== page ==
that is, the very principle Aristotle states in ch.6 of De Sophisticis Elenchis, and negative syllogisms by a corresponding principle of difference. Yet the Hidden Man can be put in exactly the form Aristotle describes as ecthesis:
  Being known by you is said of Coriscus
  Being the man approaching is said of Coriscus
  So being known by you is said of the man approaching.
How then can the premises be true and the conclusion false?

One medieval attempt to clarify the fallacy of accident so as to accord with Aristotle’s theory of the syllogism is found in Giles of Rome. The fallacy arises, he said, when there is a variation in the supposition of the middle term:

“That the major term, if it is true of the middle [term], must then be true of the minor term, only happens in the case of those middle [terms] which are indifferent according to substance, because it requires the middle [term] not to vary or be diverse if the conclusion is to follow of necessity.”

Giles attempts to square this with what Aristotle says in De Sophisticis Elenchis:

“It should be said that it is not Aristotle’s intention to deny that in no way are the unknown and the known the same; but he means that this fallacy is almost argued in four terms and always has diversity of middle [term]; so he says that the same is not known and unknown, because ‘Coriscus’ is used in different ways and almost has the power of two terms, as he is placed with respect to knowledge and as he is approaching.”

Burley extends the idea of variation of the supposition of terms to include the extremes:

“In this fallacy there should be assigned three, namely, the attribute, the accident and the subject thing. And according to Giles, the major extreme is always the attribute and the middle term the subject thing and the minor extreme the accident. But this is not a big worry, for it suffices for there to be this fallacy that some term is not included but is compared to two other terms in the argument. Whence it should be realised that the fallacy of accident sometimes results from a variation of the middle term and sometimes from a variation of the major or minor extreme.”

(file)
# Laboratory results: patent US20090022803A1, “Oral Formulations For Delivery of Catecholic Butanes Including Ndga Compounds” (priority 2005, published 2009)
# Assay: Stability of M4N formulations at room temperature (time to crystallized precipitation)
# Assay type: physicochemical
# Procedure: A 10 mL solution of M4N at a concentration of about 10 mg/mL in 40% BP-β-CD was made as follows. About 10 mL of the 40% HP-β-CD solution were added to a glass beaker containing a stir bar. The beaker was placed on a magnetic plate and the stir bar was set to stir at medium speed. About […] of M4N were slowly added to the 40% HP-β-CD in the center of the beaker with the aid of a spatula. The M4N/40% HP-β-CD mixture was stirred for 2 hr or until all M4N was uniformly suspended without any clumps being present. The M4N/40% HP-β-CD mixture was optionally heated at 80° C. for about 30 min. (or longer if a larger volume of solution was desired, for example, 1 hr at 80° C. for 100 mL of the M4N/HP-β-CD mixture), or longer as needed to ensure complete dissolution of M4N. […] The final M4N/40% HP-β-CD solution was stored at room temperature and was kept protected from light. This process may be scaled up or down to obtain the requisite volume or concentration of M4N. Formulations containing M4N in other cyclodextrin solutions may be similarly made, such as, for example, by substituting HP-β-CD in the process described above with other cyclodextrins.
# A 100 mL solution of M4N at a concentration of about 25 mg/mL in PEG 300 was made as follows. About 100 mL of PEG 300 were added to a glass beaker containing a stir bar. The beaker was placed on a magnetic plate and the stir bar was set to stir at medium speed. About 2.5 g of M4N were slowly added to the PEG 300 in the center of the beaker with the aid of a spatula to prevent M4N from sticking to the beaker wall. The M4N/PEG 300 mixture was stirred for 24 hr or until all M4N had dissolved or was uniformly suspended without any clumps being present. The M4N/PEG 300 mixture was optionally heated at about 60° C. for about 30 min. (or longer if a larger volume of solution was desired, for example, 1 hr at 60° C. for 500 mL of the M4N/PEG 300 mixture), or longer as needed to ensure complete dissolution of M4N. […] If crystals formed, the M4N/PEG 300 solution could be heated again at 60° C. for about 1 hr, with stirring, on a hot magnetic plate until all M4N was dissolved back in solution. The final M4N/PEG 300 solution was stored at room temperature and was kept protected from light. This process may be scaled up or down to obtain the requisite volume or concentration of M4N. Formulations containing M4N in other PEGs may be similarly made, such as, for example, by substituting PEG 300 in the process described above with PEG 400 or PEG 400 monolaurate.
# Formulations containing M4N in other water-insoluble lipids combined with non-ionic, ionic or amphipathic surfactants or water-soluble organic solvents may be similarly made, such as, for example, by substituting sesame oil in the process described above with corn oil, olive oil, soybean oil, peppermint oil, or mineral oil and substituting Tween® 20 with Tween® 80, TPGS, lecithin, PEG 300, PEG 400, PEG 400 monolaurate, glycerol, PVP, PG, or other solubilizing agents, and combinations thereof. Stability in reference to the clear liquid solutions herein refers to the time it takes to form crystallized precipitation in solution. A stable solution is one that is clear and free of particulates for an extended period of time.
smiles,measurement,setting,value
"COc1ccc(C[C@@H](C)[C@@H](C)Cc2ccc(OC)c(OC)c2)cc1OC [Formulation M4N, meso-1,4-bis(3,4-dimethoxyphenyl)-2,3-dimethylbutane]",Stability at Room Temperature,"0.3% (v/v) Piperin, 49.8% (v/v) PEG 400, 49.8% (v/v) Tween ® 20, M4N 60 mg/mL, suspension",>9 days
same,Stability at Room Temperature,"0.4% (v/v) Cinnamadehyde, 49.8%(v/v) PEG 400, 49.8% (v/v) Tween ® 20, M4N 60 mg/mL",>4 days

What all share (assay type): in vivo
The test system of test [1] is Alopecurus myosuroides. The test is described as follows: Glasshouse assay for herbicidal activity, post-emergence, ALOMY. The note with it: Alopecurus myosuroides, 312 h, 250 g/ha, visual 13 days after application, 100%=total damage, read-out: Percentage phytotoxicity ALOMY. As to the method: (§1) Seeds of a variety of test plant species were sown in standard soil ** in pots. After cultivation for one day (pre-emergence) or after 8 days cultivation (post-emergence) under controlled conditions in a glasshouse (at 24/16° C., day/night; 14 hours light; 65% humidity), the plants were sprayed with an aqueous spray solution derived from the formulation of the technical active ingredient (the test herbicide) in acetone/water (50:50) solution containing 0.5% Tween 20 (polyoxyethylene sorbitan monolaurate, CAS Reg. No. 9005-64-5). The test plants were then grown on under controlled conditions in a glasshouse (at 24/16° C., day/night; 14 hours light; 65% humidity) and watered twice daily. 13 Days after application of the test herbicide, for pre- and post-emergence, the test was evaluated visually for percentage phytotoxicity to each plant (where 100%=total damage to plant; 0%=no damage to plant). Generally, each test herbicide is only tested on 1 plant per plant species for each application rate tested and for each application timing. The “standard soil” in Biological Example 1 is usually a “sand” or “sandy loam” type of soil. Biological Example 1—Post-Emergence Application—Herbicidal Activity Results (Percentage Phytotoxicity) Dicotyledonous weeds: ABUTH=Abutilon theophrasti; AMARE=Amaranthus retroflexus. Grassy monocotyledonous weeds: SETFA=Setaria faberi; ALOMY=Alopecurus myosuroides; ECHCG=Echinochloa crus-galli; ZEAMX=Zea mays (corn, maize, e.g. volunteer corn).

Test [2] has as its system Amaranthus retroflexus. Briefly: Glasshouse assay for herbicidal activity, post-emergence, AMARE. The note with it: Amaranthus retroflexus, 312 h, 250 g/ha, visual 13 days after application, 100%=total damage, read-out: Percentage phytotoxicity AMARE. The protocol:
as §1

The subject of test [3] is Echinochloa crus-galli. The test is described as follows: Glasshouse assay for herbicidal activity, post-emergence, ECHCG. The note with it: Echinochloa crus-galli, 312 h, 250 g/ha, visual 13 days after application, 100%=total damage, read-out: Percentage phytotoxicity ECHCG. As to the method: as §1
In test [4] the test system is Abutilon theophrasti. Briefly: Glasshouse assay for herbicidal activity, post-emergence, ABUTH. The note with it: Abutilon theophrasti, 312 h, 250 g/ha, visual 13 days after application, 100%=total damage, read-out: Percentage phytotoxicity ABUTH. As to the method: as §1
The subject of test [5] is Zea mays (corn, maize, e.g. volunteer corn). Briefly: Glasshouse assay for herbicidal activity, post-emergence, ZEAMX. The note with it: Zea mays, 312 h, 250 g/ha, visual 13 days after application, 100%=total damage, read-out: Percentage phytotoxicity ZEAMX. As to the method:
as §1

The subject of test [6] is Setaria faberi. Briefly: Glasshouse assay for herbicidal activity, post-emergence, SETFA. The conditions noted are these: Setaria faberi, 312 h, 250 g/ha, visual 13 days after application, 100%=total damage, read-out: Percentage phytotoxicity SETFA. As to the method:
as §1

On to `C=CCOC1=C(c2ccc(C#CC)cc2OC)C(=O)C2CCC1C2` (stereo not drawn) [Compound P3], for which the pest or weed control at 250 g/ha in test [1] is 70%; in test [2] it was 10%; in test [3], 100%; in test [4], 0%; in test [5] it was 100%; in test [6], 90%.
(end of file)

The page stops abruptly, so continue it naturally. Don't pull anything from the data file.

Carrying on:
It is not quite so straightforward, says Burley, to identify the fallacy in the Hidden Man puzzle:

“According to this fallacy, the paralogism is given in this way:
  The one approaching is known by you, Coriscus is the one approaching, hence etc.
Or like this:
  Coriscus is known by you and is the one approaching, hence etc.
And it is usually said that it is a fallacy of accident from the variation of this term ‘Coriscus’, for concerning Coriscus in that he is known by you it is not included that he is the one approaching. But on the contrary: it seems that this is not a fallacy. For from the opposite of the consequent we may with the minor [premise] infer the opposite of the major [premise] syllogistically. For this syllogism is correct: